Using git for the greater good
Overview of git from a UCSC astro coffee discussion.
Other good references:
Read the docs.
What not to do
legacy_code/ old_versions/ oldercode.py evenoldercode.py nounderscoreshere.py nocommentshere.py my_code_actual_final.py my_code_final.py my_code_new.py my_code.py my_code_refactor.py my_code_v2.py my_code_v3.2.py my_code_v3.py my_code_v4.py
What is distributed version control?
Local version control: can I recover from making a silly mistake?
Centralized version control: can I recover from my computer catching on fire?
Distributed version control: can I work on my code with someone else simultaneously editing the same code?
From the docs
From Randall Monroe
A simple workflow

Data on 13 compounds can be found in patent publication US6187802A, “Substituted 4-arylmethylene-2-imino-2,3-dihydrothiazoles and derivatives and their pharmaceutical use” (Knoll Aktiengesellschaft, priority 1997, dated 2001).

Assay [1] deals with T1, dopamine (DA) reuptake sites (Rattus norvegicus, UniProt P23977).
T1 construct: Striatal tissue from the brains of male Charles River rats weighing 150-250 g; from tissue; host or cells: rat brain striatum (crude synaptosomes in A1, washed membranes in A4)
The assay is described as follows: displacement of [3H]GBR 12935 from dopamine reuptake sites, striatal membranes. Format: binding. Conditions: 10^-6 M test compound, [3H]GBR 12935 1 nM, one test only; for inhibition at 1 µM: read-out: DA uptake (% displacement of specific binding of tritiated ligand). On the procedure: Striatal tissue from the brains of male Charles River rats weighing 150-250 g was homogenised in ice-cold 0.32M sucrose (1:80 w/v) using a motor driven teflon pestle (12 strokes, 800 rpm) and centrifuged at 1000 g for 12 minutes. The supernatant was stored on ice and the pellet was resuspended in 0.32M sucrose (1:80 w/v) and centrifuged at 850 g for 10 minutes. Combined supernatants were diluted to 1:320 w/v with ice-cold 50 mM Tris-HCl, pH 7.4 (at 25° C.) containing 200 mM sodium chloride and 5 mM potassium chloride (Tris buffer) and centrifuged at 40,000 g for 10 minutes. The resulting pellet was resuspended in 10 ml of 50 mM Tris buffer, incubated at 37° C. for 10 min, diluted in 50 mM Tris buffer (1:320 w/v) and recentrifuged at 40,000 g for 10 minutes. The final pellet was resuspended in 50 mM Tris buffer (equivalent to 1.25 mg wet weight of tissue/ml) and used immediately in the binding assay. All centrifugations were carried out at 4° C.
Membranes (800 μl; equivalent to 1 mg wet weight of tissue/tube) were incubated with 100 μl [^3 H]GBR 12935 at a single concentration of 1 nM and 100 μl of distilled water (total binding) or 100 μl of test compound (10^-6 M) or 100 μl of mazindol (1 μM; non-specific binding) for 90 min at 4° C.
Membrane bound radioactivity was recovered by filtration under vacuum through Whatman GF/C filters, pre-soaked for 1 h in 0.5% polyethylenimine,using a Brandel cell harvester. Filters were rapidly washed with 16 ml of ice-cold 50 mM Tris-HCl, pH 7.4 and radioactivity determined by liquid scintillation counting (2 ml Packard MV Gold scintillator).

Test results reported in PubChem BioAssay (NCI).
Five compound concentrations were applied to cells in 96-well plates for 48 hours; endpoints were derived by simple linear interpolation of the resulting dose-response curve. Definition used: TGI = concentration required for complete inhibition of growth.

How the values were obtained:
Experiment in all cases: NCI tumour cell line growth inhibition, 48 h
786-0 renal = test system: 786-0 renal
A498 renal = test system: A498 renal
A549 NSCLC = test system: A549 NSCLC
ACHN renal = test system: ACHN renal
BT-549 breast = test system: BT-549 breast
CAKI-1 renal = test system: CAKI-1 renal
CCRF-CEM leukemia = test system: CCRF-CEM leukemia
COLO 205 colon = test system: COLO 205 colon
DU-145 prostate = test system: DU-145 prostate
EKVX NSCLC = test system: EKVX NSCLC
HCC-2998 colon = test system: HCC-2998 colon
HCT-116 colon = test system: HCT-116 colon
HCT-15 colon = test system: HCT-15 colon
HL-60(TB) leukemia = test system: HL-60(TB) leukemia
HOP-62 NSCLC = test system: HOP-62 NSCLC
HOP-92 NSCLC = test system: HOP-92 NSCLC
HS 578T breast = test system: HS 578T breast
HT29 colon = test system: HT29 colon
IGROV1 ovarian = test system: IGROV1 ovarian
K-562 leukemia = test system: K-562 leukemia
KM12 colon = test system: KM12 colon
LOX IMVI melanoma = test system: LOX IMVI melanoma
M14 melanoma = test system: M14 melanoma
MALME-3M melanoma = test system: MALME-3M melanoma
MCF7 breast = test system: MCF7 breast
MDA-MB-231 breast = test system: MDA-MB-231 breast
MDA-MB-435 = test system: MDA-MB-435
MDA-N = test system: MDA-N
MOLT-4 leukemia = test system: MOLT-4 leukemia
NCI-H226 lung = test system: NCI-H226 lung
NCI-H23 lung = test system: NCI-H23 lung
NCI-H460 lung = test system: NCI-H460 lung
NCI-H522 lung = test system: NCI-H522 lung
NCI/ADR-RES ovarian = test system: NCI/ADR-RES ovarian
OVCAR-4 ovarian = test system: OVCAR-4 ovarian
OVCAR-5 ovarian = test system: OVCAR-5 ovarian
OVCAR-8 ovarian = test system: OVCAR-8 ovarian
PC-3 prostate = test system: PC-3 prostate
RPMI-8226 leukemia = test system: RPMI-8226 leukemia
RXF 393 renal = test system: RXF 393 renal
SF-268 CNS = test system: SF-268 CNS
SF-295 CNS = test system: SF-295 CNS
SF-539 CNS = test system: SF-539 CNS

Let's go through a quick setup of an example repository.
The easiest way is to make a new repository on GitHub or BitBucket. Then this repo can be cloned (copied) to your local machine with
git clone email@example.com:ucsc-astro/myrepo.git
Note that this will make a new folder in the current directory.
Alternatively, you can make a new repository locally, then (optionally) synch it with a remote repository
mkdir myrepo cd myrepo git init git remote add origin firstname.lastname@example.org:ucsc-astro/myrepo.git git push --set-upstream origin master
Make some changes
Let's make a file.
echo 'hello git!' > hello.txt
We want to add this file to the repository.
git add hello.txt
But this only adds changes to the staging area, not to the repository.
This will bring you to a text editor, where you can write a short description of the change, and save it. To do this all on one line do
git commit -m 'first commit'
Now we have saved a commit (like a "save as" checkpoint). Let's put this change on the remote server.